I was astonished when Rick Santorum highlighted his opposition to contraception in one of the Republican debates. It turns out, however, that he was just ahead of his time, even if that time is not this century. The somewhat predictable outcry over the Obama Administration’s original policy to require that contraceptive services be part of an employer’s health insurance package was motivated by efforts to secure political advantage, not concerns over religious freedom. The Republican presidential candidates, with the exception of Ron Paul, have locked on to the ridiculous theme that Obama is embarked on a war against religion. Then there is the United States Conference of Catholic Bishops — noticeably silent during years of spreading evidence of child sexual abuse by priests — who latched on to the issue even though the overwhelming majority of Catholics practice birth control. As Gail Collins noted in yesterday’s Times, the bishops are hoping to get the federal government to enforce a religious doctrine, the morality of which they have not been able to convince their parishioners.
It did not take long for the smokescreen of “religious freedom” to disappear for the true reason behind the Catholic and Republican positions to come to the front. After the Administration announced a compromise position on Friday — supported by Sister Carol Keehan, the head of a consortium of Catholic hospitals — the bishops revealed their true objections. It is not just religious institutions that should be exempt from the requirement, but also “secular for-profit employers,” “secular non-profit employers” and “individuals.” In other words, it is not about religion, it’s about sex.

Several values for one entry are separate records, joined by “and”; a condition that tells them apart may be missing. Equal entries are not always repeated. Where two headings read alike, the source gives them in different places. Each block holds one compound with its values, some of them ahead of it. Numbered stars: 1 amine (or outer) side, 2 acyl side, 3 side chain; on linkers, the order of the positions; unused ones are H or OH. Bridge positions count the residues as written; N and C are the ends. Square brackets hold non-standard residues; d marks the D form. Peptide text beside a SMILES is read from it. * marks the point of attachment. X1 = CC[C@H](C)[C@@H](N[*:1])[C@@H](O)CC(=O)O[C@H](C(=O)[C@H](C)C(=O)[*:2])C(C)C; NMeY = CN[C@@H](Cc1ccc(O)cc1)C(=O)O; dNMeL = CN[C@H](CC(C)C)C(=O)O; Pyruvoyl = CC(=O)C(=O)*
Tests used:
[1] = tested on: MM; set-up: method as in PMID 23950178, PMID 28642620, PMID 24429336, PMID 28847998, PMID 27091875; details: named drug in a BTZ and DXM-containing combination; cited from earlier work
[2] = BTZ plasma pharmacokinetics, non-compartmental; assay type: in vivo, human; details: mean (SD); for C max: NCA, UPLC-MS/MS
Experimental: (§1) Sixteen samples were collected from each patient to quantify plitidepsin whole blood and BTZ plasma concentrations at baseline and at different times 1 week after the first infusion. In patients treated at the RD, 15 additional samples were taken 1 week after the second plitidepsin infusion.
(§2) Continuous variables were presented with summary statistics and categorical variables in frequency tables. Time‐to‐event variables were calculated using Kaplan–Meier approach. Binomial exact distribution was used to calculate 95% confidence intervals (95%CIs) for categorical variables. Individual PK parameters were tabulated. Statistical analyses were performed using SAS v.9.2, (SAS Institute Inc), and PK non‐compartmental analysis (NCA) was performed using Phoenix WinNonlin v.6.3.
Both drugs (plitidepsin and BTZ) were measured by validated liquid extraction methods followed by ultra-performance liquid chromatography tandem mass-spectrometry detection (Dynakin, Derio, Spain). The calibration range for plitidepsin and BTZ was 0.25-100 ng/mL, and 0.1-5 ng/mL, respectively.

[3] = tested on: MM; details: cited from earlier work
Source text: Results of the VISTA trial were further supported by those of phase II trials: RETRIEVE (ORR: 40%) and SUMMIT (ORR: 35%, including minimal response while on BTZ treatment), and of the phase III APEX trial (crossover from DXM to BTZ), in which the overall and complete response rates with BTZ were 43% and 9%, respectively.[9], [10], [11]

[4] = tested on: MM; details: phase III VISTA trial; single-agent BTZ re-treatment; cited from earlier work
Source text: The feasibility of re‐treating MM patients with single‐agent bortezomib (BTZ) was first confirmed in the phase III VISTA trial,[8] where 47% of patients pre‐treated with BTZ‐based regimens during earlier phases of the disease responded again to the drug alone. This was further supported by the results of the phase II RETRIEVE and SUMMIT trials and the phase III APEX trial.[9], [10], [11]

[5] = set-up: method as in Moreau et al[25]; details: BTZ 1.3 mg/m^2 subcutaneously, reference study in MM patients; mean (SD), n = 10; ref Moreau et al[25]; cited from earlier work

As one would expect, the Republican Party would not be far behind. According to Talking Points Memo, Senate Minority Leader Mitch McConnell supports a Republican effort to allow all health plans to deny coverage for contraceptive services, whether based on religious views or not. Just as I did not understand Santorum’s position, I do not see how Republican leaders think it is to their political advantage to stake out a position not in concert with the majority of Americans. Perhaps it’s just a warm-up for Paul Ryan’s repeat effort to eviscerate the Medicare program.